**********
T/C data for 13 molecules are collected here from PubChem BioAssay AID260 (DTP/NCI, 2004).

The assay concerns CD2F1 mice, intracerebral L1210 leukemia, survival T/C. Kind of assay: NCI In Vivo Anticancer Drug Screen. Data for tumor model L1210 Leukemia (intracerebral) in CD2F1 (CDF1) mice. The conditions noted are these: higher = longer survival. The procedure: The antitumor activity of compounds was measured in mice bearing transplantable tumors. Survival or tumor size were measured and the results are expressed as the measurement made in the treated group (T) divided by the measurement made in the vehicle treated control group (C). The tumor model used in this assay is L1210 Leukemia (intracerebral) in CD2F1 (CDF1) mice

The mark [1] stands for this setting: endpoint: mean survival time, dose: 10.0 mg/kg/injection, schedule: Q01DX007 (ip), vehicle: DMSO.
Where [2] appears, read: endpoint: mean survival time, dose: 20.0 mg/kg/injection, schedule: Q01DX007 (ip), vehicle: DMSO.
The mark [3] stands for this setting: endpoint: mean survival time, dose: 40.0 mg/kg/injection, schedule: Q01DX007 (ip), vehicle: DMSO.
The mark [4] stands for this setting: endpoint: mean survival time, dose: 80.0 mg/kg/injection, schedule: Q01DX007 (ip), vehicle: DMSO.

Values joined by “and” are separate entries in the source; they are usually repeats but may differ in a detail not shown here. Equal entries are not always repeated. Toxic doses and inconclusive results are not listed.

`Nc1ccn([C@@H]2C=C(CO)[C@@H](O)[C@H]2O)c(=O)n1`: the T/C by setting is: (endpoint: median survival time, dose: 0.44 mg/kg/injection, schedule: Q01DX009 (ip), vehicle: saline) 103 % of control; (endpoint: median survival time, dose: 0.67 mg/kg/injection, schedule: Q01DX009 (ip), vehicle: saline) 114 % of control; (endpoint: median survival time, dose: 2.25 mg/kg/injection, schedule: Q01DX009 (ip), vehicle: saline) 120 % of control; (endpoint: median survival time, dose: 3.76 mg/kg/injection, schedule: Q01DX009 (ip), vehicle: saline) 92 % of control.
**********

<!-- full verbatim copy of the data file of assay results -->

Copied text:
T/C data for 13 molecules are collected here from PubChem BioAssay AID260 (DTP/NCI, 2004).

The assay concerns CD2F1 mice, intracerebral L1210 leukemia, survival T/C. Kind of assay: NCI In Vivo Anticancer Drug Screen. Data for tumor model L1210 Leukemia (intracerebral) in CD2F1 (CDF1) mice. The conditions noted are these: higher = longer survival. The procedure: The antitumor activity of compounds was measured in mice bearing transplantable tumors. Survival or tumor size were measured and the results are expressed as the measurement made in the treated group (T) divided by the measurement made in the vehicle treated control group (C). The tumor model used in this assay is L1210 Leukemia (intracerebral) in CD2F1 (CDF1) mice

The mark [1] stands for this setting: endpoint: mean survival time, dose: 10.0 mg/kg/injection, schedule: Q01DX007 (ip), vehicle: DMSO.
Where [2] appears, read: endpoint: mean survival time, dose: 20.0 mg/kg/injection, schedule: Q01DX007 (ip), vehicle: DMSO.
The mark [3] stands for this setting: endpoint: mean survival time, dose: 40.0 mg/kg/injection, schedule: Q01DX007 (ip), vehicle: DMSO.
The mark [4] stands for this setting: endpoint: mean survival time, dose: 80.0 mg/kg/injection, schedule: Q01DX007 (ip), vehicle: DMSO.

Values joined by “and” are separate entries in the source; they are usually repeats but may differ in a detail not shown here. Equal entries are not always repeated. Toxic doses and inconclusive results are not listed.

`Nc1ccn([C@@H]2C=C(CO)[C@@H](O)[C@H]2O)c(=O)n1`: the T/C by setting is: (endpoint: median survival time, dose: 0.44 mg/kg/injection, schedule: Q01DX009 (ip), vehicle: saline) 103 % of control; (endpoint: median survival time, dose: 0.67 mg/kg/injection, schedule: Q01DX009 (ip), vehicle: saline) 114 % of control; (endpoint: median survival time, dose: 2.25 mg/kg/injection, schedule: Q01DX009 (ip), vehicle: saline) 120 % of control; (endpoint: median survival time, dose: 3.76 mg/kg/injection, schedule: Q01DX009 (ip), vehicle: saline) 92 % of control.